0

I am an engineering student studying in India, and I will complete my Bachelor's in Electronics Engineering in June. I am looking forward to pursue a career as a researcher in Machine Learning, Signal Processing and Computer Vision.

Which is better :

  • a 2 year master's degree in the US.
  • or a 1 year master's degree + a 1 year MPhil degree in the UK.

What I think is the advantage of the UK approach is the following :

  • Since the Master's course in UK is mostly coursework based and I don't have a formal background in computer science, it would be much more efficient if I learn't the relevant concepts first, before starting research.
  • After the Master's course where I would have completed all the required coursework, I could spend a year in a more research oriented environment (during the MPhil degree).

As a result, I think the UK option is more suitable for me (it would be a more structured approach) as a student having completed his Bachelor's degree in Electronics engineering, and wishing to pursue research in a more computer science oriented field.


What I think is the advantage of the US approach :

  • I plan on pursuing a PhD degree in an institution in the US, because (please correct me if I am wrong) the chances of fully funded PhD's are much higher in the US, than in UK. Thus, it would be easier for me (from the admissions point of view) to study in a Master's and a PhD program, both in the US.

Basically, what I am asking is :

  • What are the merits/demerits of both the approachers, from the point of view of :
    • Me as a researcher in the future
    • Admissions to a PhD program
1

In terms of PhD admission prospects, both the UK and US have top quality schools with international renown. However, if you're planning to study PhD in the US, having a masters in the same country can help in creating more relevant connections between other researchers, and therefore affecting your chances for PhD admission.

In terms of program structure, there are differences like you mentioned. However, even US institutions start off with a more course-heavy workload and gradually move on to a more research-focused program (second year). Also, getting familiar with basic research concepts and ideas early on (as with US programs) is not necessarily a bad thing and you shouldn't worry much because there are many cases like you who have come from a non-CS background. If you get accepted, the department is well-aware of your background and potential capabilities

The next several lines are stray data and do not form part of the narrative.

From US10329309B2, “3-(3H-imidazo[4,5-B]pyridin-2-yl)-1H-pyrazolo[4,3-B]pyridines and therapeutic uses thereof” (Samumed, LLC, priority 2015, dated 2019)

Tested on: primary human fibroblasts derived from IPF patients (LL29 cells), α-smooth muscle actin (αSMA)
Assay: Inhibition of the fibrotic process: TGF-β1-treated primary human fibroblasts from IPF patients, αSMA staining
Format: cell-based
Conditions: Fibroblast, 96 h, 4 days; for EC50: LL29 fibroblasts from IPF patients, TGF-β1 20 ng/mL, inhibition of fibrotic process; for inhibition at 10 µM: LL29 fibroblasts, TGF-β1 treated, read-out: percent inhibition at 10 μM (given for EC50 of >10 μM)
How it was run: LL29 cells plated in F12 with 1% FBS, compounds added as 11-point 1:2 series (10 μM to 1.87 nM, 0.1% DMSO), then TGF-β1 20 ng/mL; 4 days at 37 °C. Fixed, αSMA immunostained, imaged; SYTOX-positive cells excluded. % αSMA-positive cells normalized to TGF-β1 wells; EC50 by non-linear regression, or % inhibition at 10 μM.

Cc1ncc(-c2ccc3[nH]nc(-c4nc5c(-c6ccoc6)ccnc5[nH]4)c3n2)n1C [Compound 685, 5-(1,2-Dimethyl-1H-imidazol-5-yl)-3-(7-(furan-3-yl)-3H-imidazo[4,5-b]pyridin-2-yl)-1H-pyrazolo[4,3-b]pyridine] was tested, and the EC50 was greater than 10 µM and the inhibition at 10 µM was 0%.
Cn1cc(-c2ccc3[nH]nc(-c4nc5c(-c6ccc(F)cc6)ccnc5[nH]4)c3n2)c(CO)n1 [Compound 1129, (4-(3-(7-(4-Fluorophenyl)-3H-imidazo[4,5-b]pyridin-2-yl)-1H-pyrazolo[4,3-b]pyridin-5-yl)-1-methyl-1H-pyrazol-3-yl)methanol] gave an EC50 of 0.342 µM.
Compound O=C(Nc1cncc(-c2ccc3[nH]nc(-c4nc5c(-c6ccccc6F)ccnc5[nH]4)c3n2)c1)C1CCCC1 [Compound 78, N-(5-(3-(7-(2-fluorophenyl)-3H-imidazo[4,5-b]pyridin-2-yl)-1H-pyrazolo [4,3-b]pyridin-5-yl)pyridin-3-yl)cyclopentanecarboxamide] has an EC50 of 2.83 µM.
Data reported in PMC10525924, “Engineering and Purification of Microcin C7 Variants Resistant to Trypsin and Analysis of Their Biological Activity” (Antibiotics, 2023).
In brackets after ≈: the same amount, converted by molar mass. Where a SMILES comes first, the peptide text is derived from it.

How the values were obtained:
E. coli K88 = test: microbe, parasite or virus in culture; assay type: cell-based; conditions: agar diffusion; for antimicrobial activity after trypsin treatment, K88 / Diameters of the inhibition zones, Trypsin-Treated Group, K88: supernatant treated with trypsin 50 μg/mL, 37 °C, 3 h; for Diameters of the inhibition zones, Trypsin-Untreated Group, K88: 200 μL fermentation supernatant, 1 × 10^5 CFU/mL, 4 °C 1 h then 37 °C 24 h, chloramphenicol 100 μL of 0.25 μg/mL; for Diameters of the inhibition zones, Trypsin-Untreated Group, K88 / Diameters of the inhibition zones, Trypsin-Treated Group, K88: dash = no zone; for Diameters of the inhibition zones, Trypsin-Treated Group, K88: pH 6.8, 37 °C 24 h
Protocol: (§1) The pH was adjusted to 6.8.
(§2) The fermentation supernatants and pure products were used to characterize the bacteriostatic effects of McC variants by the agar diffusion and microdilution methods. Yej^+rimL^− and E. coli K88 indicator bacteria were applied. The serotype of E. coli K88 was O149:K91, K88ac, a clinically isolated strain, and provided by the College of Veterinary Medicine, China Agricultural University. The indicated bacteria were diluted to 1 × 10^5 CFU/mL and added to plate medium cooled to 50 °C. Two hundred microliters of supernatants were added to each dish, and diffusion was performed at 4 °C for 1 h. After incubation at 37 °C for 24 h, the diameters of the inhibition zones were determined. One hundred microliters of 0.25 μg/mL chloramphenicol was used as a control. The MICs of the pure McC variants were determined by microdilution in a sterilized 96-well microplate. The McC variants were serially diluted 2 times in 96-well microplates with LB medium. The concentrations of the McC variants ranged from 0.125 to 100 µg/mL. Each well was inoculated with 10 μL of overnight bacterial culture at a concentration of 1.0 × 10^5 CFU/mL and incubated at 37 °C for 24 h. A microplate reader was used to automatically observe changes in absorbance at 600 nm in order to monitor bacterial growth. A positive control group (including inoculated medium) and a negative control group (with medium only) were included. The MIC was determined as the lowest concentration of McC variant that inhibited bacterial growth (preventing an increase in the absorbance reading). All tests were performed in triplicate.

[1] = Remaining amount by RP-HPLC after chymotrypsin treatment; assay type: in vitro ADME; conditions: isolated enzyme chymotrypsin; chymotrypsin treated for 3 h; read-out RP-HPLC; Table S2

EDIT: Empirically, UK institutions offer less funding options especially at the masters level. Even at the PhD level, most of the funding I've came across are offered as partial awards that don't cover the full tuition and living costs. It is still possible to obtain full funding at a UK institution, but overall, funding is usually an important factor in deciding your place of study

  • 1
    thanks for the great answer. You clearly explained that there is no downside studying in the US. Is there some downside of studying in the UK, other that the one that you already stated ? – ironstein Apr 10 '16 at 12:23
  • Empirically, UK institutions offer less funding options especially at the masters level. Even at the PhD level, most of the funding I've came across are offered as partial awards that don't cover the full tuition and living costs. It is still possible to obtain full funding at a UK institution, but overall, funding is usually an important factor in deciding your place of study – Abbas Javan Jafari Apr 10 '16 at 13:26

Your Answer

By clicking “Post Your Answer”, you agree to our terms of service, privacy policy and cookie policy

Not the answer you're looking for? Browse other questions tagged or ask your own question.